18

Complete message received by Gmail (email, server ip and host are replaced):

Delivered-To: <myemail>
Received: by 10.180.24.132 with SMTP id u4cs216052wif;
        Thu, 20 Oct 2011 03:22:03 -0700 (PDT)
Received: by 10.14.9.165 with SMTP id 37mr1294749eet.51.1319106122223;
        Thu, 20 Oct 2011 03:22:02 -0700 (PDT)
Return-Path: <www-data@<serverdomain>>
Received: from <serverdomain> (<serverdomain>. [<serverip>])
        by mx.google.com with ESMTP id s55si2781134ees.156.2011.10.20.03.22.02;
        Thu, 20 Oct 2011 03:22:02 -0700 (PDT)
Received-SPF: pass (google.com: domain of www-data@<serverdomain> designates <serverip> as permitted sender) client-ip=<serverip>;
Authentication-Results: mx.google.com; spf=pass (google.com: domain of www-data@<serverdomain> designates <serverip> as permitted sender) smtp.mail=www-data@<serverdomain>
Received: by <serverdomain> (Postfix, from userid 33)
    id AEF1F47462EE; Thu, 20 Oct 2011 10:22:00 +0000 (UTC)
To: <myemail>
Subject: Registration confirmation
From: <sitename> mailing robot <no-reply@<serverdomain>>
MIME-Version: 1.0
Content-type: text/html; charset=utf-8
Content-Transfer-Encoding: 8bit
Message-Id: <20111020102200.AEF1F47462EE@<serverdomain>>
Date: Thu, 20 Oct 2011 10:22:00 +0000 (UTC)

Please confirm your registration on the site by clicking this link:

<A href="<confirmationlink>" target=_blank><confirmationlink></A>

What's wrong with this e-mail? Why does Gmail think it is spam?

3
  • A couple quick ideas: - Are the emails originating from a residential ip block? - It could simply be that someone has flagged a similar email as spam.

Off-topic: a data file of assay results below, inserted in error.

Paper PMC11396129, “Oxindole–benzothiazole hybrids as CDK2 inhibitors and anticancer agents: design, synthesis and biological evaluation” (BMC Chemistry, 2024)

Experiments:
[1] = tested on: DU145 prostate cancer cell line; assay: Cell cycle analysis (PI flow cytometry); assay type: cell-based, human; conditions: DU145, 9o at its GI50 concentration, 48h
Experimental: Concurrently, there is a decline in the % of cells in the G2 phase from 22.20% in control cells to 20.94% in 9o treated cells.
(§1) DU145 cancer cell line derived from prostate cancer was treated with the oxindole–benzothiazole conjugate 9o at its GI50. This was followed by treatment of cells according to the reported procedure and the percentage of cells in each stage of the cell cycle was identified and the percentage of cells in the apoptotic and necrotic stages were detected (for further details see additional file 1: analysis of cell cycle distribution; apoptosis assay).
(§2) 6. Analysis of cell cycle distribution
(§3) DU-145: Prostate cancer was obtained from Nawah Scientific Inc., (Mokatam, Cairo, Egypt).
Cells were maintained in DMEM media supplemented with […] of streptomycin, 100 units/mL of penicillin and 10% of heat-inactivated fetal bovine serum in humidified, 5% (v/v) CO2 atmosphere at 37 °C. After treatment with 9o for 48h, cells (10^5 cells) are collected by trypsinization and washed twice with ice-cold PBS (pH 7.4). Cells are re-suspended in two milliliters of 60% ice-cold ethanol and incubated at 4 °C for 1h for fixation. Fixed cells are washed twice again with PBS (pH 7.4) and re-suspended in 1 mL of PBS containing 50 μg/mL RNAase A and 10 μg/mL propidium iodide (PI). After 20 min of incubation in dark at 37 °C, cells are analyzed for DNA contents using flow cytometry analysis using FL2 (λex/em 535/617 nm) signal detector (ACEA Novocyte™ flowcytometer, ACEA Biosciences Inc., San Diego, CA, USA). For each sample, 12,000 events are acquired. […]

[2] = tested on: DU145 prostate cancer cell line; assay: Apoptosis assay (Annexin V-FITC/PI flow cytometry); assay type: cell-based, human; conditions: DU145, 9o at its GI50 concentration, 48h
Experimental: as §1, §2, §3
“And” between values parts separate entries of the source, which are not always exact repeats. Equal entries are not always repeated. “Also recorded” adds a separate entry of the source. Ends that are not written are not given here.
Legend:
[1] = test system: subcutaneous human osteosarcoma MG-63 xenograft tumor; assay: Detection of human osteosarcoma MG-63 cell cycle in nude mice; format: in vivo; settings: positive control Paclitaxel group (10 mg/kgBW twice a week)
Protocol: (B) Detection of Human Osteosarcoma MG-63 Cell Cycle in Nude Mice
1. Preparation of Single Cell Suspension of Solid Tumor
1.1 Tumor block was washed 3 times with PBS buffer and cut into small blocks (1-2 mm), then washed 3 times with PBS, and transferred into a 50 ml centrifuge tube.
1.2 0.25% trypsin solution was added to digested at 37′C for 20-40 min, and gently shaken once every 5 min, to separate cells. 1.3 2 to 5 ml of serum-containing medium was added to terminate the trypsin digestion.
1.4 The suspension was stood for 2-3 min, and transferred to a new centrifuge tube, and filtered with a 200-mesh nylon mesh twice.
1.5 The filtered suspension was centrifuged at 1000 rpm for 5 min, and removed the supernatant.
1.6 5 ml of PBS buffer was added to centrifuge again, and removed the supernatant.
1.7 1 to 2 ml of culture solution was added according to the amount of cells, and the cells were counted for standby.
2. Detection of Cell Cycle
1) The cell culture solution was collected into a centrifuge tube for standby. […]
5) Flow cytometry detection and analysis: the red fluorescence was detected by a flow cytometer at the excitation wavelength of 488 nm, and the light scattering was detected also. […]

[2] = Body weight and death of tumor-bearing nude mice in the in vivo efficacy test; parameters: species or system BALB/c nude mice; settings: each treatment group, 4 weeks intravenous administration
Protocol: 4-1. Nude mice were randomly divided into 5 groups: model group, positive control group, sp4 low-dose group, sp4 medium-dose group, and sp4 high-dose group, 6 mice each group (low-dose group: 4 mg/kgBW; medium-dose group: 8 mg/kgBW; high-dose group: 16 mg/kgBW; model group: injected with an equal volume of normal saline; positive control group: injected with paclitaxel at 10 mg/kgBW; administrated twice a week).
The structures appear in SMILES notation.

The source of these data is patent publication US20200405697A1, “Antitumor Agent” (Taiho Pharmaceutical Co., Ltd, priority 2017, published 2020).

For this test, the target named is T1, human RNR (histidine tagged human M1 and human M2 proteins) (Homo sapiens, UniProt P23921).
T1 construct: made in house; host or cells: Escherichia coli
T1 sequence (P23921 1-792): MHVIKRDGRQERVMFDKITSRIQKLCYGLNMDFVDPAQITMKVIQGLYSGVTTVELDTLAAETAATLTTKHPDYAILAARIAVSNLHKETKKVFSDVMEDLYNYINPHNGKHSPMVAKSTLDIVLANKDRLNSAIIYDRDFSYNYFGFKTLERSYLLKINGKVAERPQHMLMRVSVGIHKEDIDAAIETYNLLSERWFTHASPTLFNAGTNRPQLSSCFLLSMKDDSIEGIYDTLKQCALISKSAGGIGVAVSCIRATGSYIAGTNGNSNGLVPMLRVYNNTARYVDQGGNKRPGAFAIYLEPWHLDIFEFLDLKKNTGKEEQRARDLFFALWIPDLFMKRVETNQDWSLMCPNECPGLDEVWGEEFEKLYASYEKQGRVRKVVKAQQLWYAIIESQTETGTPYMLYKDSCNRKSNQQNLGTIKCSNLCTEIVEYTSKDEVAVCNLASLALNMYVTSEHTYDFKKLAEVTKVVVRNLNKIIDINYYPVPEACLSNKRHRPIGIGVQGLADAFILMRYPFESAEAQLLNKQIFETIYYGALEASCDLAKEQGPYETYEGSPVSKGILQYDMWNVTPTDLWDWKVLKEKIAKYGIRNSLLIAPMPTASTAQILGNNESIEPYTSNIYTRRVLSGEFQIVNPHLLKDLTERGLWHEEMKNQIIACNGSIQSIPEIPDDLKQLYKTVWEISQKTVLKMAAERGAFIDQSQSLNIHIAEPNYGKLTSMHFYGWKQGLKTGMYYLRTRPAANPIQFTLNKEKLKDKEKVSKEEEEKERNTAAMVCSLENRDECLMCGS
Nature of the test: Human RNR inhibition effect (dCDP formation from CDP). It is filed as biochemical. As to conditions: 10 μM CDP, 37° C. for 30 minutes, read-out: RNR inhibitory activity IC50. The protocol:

– pguardiario
    Oct 28, 2011 at 3:09
  • 1. No. 2. I did not send it to anyone except my own gmail account yet.
    – mephisto123
    Oct 28, 2011 at 10:55
  • if one of your server is running Spamassassin, you could inspect its detailed results, they are added in the headers. It helps a lot, sometimes its about things as stupid as a bad MIME formating
    – chriscatfr
    Oct 29, 2011 at 7:59

9 Answers 9

14

Are you following their bulk senders guidelines? (Like the 'Precedence: bulk' header...)

I don't think the HTML in your mail is valid. No root element, etc. If you send HTML-only mails, you should make sure its HTML is correct.

Or even better: also include a plain-text version of your message (people like me, who use console e-mail clients, will thank you!). IMHO including a plain-text version will also decrease the probability of your message being considered a spam (most spams I see are HTML-only, and this is a criterion for SpamAssassin at least).

3
  • Just changed the message to plain text to make sure problem is not in the HTML. It seems it passes filter now. But actually I need to check it on another gmail account. Will do it tomorrow, since today everyone is sleeping already :) If it really helped, will give bounty to you :)
    – mephisto123
    Oct 29, 2011 at 1:51
  • Damn, can't award bounty now >< Because it got migrated :( Oct 29, 2011 at 13:11
  • That's cool, I'm just glad it helped :)
    – Schnouki
    Oct 31, 2011 at 0:32
7

I've been using my own dedicated servers for at least 5 years.

Sometimes google tags them as spam for 2 days, then when I check "not spam" in Gmail it's alright for another 6 months.

You should test

Also, the content of your email can influence google mail

  • Correct format (a simple test via telnet has the wrong format most of the time)
  • Keywords (using 'test' is a bad idea, it often ended in the spambox during my tests)

As I said, with the same content and absolutely no change in my settings, google has tagged them as spam for two days, and then stopped. Over 5 years, it has happened 3 or 4 times, but never for more than 48 hours at a time though.

1
  • if one of your server is running Spamassassin, you could inspect its detailed results, they are added in the headers. It helps a lot, sometimes its about things as stupid as a bad MIME formating
    – chriscatfr
    Oct 29, 2011 at 8:01
2